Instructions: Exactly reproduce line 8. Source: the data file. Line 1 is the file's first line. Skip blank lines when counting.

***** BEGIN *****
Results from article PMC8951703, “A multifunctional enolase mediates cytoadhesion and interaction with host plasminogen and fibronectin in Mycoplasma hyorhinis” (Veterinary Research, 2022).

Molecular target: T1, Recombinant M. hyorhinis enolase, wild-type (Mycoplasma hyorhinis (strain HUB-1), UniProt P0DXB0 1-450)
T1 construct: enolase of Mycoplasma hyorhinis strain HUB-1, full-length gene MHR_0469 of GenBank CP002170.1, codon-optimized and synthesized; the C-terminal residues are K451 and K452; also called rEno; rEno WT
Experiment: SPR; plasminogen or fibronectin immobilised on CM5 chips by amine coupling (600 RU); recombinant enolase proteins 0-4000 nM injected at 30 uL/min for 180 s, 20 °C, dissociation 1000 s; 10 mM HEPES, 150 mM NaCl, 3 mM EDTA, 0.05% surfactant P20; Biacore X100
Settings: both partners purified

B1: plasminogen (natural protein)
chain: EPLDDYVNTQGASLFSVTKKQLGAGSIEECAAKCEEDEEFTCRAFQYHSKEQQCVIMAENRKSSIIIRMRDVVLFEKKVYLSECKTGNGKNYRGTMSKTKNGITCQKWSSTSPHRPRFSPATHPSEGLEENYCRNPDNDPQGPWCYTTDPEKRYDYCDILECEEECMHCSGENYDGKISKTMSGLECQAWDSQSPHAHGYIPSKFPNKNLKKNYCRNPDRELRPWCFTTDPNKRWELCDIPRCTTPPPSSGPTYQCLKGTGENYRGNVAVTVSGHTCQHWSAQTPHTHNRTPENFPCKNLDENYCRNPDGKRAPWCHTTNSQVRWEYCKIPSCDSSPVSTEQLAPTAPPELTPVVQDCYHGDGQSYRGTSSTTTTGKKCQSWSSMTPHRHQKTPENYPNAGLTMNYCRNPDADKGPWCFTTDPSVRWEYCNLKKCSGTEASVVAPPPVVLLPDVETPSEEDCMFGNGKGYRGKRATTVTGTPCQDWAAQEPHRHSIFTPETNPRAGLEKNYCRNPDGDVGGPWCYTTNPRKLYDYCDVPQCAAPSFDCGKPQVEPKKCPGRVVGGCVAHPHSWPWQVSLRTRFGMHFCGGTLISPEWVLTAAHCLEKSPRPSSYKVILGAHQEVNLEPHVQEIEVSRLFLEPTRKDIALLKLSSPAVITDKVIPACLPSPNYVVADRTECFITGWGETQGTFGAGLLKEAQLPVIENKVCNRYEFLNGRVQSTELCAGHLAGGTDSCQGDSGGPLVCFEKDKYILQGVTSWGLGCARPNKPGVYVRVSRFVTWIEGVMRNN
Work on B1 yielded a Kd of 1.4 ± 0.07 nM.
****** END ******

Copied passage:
Work on B1 yielded a Kd of 1.4 ± 0.07 nM.